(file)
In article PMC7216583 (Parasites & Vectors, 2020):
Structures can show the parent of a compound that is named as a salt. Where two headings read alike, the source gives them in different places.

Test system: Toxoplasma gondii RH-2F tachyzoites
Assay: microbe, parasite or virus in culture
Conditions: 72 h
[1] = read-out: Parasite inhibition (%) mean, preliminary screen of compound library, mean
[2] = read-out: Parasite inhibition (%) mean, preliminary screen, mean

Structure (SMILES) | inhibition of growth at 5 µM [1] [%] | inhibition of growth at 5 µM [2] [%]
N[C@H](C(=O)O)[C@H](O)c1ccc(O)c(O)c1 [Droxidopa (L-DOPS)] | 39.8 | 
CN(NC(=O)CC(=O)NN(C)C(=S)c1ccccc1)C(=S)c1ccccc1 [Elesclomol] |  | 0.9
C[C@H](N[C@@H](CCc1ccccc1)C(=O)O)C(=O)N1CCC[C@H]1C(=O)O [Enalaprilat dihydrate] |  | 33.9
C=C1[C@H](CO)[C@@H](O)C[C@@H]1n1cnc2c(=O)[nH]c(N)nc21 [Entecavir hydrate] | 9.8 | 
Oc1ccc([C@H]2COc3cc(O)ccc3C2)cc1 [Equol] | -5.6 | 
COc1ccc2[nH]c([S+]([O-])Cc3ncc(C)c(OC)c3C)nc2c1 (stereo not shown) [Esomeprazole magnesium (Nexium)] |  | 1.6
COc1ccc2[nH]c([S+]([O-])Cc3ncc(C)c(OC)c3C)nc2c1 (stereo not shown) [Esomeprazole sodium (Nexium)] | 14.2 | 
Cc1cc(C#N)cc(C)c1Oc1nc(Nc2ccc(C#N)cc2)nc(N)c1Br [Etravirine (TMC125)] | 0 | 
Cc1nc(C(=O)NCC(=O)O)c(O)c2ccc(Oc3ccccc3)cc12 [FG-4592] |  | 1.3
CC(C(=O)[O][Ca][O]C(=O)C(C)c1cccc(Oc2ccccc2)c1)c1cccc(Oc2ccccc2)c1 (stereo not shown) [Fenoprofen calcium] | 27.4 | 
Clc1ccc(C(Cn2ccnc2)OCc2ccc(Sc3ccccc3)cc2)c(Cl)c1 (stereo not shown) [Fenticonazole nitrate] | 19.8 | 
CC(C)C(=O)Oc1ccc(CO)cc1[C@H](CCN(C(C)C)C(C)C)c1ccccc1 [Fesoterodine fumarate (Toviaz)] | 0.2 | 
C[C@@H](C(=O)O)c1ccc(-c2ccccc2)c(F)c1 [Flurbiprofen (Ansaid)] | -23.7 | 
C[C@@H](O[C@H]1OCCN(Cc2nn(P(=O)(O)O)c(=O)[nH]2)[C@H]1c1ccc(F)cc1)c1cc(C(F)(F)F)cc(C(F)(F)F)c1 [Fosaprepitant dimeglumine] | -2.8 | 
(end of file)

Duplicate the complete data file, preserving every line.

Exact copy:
In article PMC7216583 (Parasites & Vectors, 2020):
Structures can show the parent of a compound that is named as a salt. Where two headings read alike, the source gives them in different places.

Test system: Toxoplasma gondii RH-2F tachyzoites
Assay: microbe, parasite or virus in culture
Conditions: 72 h
[1] = read-out: Parasite inhibition (%) mean, preliminary screen of compound library, mean
[2] = read-out: Parasite inhibition (%) mean, preliminary screen, mean

Structure (SMILES) | inhibition of growth at 5 µM [1] [%] | inhibition of growth at 5 µM [2] [%]
N[C@H](C(=O)O)[C@H](O)c1ccc(O)c(O)c1 [Droxidopa (L-DOPS)] | 39.8 | 
CN(NC(=O)CC(=O)NN(C)C(=S)c1ccccc1)C(=S)c1ccccc1 [Elesclomol] |  | 0.9
C[C@H](N[C@@H](CCc1ccccc1)C(=O)O)C(=O)N1CCC[C@H]1C(=O)O [Enalaprilat dihydrate] |  | 33.9
C=C1[C@H](CO)[C@@H](O)C[C@@H]1n1cnc2c(=O)[nH]c(N)nc21 [Entecavir hydrate] | 9.8 | 
Oc1ccc([C@H]2COc3cc(O)ccc3C2)cc1 [Equol] | -5.6 | 
COc1ccc2[nH]c([S+]([O-])Cc3ncc(C)c(OC)c3C)nc2c1 (stereo not shown) [Esomeprazole magnesium (Nexium)] |  | 1.6
COc1ccc2[nH]c([S+]([O-])Cc3ncc(C)c(OC)c3C)nc2c1 (stereo not shown) [Esomeprazole sodium (Nexium)] | 14.2 | 
Cc1cc(C#N)cc(C)c1Oc1nc(Nc2ccc(C#N)cc2)nc(N)c1Br [Etravirine (TMC125)] | 0 | 
Cc1nc(C(=O)NCC(=O)O)c(O)c2ccc(Oc3ccccc3)cc12 [FG-4592] |  | 1.3
CC(C(=O)[O][Ca][O]C(=O)C(C)c1cccc(Oc2ccccc2)c1)c1cccc(Oc2ccccc2)c1 (stereo not shown) [Fenoprofen calcium] | 27.4 | 
Clc1ccc(C(Cn2ccnc2)OCc2ccc(Sc3ccccc3)cc2)c(Cl)c1 (stereo not shown) [Fenticonazole nitrate] | 19.8 | 
CC(C)C(=O)Oc1ccc(CO)cc1[C@H](CCN(C(C)C)C(C)C)c1ccccc1 [Fesoterodine fumarate (Toviaz)] | 0.2 | 
C[C@@H](C(=O)O)c1ccc(-c2ccccc2)c(F)c1 [Flurbiprofen (Ansaid)] | -23.7 | 
C[C@@H](O[C@H]1OCCN(Cc2nn(P(=O)(O)O)c(=O)[nH]2)[C@H]1c1ccc(F)cc1)c1cc(C(F)(F)F)cc(C(F)(F)F)c1 [Fosaprepitant dimeglumine] | -2.8 | 